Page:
Party affiliation is less important than getting Indians active in politics and elected to office, McCarty said.
"I think Native Americans being involved, regardless of the party, helps native people across the board," he said.
In Oklahoma, it should come as no surprise that Indian votes are going to Republicans, said former Sen. Kelly Haney, a Democrat who believes he is the only full-blood Indian to ever serve in the Legislature.
"Native American people are much like the general population. There was a time, you remember, when most Oklahomans were Democrats. So you shouldn't expect anything different from native people in the same society, active in the same work force, going to the same schools," said Haney, a member of the Seminole Nation who served in the House from 1980-1986 and in the Senate from 1986-2002.
Take Johnson-Billy, for example. She was a Democrat until five or six years ago when she suddenly realized the Republican Party came closer to representing her pro-family views.
The epiphany came while she was power-walking with fellow Chickasaw Neal McCaleb, a Republican who served as Oklahoma transportation secretary and later as assistant interior secretary, heading the Bureau of Indian Affairs.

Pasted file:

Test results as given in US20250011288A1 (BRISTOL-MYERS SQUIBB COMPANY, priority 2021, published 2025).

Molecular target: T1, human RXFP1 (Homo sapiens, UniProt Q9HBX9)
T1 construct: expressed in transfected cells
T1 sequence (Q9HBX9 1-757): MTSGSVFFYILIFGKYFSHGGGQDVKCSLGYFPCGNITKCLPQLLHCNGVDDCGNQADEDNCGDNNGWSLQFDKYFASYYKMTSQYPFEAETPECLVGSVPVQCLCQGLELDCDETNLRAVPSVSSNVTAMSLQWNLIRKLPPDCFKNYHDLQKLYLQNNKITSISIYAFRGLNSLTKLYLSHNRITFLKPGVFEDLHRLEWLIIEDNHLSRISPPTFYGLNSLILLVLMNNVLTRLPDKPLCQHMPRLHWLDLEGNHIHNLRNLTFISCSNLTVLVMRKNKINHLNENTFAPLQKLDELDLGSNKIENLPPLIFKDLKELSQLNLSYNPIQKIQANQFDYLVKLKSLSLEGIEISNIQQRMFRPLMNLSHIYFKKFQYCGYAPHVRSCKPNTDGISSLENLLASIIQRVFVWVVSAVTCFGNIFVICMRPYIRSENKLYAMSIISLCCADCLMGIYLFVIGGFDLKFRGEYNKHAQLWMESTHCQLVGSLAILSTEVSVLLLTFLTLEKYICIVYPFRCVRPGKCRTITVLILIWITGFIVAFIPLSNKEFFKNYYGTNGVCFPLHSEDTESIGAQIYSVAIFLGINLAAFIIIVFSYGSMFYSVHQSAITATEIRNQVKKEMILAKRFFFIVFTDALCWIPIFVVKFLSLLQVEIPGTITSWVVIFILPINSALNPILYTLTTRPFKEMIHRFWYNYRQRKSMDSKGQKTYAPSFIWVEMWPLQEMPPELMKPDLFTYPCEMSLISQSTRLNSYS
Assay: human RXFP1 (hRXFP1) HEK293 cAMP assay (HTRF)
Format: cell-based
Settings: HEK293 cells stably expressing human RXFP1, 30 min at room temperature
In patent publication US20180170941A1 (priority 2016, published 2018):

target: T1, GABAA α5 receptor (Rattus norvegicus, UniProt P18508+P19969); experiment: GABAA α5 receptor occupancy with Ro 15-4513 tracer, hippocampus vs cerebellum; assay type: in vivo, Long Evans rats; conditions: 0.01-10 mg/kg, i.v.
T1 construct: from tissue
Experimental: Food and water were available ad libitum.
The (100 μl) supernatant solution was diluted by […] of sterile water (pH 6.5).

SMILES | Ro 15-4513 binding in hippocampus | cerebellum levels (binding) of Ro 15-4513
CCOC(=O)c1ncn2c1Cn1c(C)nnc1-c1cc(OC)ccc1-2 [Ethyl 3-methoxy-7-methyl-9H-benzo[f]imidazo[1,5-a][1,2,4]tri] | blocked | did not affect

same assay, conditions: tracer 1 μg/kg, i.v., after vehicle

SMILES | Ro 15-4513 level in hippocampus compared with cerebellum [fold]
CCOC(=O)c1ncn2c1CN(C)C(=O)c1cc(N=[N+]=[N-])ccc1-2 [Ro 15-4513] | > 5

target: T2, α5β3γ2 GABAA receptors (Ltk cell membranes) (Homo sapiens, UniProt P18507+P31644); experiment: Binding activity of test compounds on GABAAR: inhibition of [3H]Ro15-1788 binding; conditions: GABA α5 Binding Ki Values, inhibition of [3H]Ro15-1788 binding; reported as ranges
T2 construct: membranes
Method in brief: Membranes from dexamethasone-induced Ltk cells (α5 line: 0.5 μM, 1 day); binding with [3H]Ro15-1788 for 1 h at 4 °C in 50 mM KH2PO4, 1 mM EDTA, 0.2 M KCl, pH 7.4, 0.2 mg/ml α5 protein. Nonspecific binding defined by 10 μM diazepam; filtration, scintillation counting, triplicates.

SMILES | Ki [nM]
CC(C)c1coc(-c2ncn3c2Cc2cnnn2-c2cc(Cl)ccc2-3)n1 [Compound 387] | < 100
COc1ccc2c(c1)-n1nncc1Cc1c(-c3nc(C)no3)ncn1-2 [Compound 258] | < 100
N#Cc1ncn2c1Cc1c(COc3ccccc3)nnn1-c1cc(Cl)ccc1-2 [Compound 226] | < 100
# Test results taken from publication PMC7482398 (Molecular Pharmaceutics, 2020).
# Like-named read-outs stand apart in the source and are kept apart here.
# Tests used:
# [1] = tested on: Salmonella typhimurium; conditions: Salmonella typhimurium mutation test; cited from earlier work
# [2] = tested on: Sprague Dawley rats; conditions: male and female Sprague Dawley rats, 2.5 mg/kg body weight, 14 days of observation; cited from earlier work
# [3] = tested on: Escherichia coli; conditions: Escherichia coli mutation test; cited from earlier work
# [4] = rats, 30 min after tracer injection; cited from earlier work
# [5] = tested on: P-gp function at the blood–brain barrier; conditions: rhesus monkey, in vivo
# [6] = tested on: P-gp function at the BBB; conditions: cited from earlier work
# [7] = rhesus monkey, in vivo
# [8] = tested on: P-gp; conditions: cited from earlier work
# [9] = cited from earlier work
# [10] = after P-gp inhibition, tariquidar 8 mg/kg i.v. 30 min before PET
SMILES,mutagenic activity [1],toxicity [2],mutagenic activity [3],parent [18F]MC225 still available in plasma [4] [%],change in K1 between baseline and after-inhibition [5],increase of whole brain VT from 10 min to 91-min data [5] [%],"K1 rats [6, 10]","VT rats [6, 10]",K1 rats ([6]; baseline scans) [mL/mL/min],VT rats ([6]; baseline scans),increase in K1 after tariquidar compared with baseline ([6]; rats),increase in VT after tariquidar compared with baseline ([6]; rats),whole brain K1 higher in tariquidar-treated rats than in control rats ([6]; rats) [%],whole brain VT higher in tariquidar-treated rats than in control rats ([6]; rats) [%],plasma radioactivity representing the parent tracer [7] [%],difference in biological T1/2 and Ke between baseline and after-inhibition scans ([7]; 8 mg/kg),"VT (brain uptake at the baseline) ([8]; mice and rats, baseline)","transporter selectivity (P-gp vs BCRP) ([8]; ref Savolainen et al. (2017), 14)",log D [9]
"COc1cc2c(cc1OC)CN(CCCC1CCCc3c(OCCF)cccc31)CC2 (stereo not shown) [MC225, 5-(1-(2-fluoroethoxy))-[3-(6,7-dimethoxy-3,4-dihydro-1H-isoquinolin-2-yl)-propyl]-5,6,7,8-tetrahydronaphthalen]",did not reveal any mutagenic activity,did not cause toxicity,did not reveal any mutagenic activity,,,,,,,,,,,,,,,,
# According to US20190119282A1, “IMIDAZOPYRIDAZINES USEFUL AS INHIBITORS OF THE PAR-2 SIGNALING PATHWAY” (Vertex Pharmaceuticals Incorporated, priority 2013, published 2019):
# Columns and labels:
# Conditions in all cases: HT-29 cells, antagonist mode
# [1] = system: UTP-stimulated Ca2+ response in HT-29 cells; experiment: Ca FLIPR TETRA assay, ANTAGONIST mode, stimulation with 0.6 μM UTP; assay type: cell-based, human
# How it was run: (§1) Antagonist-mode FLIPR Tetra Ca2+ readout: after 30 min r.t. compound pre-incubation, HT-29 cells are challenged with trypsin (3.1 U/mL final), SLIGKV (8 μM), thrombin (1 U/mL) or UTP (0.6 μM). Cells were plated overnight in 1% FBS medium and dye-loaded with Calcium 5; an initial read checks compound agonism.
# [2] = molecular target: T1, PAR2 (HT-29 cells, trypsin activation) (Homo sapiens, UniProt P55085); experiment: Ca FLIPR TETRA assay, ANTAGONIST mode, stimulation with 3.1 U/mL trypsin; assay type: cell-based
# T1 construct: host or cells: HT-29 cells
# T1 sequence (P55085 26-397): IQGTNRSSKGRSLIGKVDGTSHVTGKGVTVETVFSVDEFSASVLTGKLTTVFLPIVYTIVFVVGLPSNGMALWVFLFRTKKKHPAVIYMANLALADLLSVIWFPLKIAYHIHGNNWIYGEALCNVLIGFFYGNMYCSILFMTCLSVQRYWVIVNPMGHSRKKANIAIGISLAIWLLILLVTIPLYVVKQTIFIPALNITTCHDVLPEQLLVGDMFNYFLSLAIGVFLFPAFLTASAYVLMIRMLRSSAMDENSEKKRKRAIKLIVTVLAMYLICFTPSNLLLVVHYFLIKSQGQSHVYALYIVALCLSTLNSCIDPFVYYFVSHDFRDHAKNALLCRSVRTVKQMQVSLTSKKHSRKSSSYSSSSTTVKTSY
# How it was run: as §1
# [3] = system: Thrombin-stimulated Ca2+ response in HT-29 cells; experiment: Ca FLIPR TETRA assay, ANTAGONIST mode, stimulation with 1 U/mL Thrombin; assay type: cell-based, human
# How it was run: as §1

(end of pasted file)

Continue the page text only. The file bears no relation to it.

"I realized my views more fit what I guess you'd call a compassionate Republican or a compassionate conservative," said Johnson-Billy, who also includes former U.S. Rep. J.C. Watts, who is black, and the late state Sen. Helen Cole, who was Indian, among her political mentors.
"My mentors were all minorities. Those were all people of color," she said.
It does not bother her, Johnson-Billy said, that the Republican Party is also home to those who oppose Indian sovereignty and who advocate so-called "English Only" laws that might catch native languages in their sweep -- measures she opposes.
"I just say, 'I respectfully disagree. You go on and promote what you believe and I'll go on and promote what I believe,'" Johnson-Billy said.
McCarter, the only Democrat among the identified Indian legislators, said if it comes to forming an Indian caucus, bipartisanship will be important. He believes it can be done, pointing to the successes of a bipartisan caucus of rural lawmakers .
"I don't think it's insurmountable," McCarter said of the party divide among Indian lawmakers.
Black lawmakers have had a caucus for at least 20 years. Women organized one last spring, but Indian legislators have never organized. Haney could not say why.
"I don't have any answer to that. It wasn't discussed," Haney said.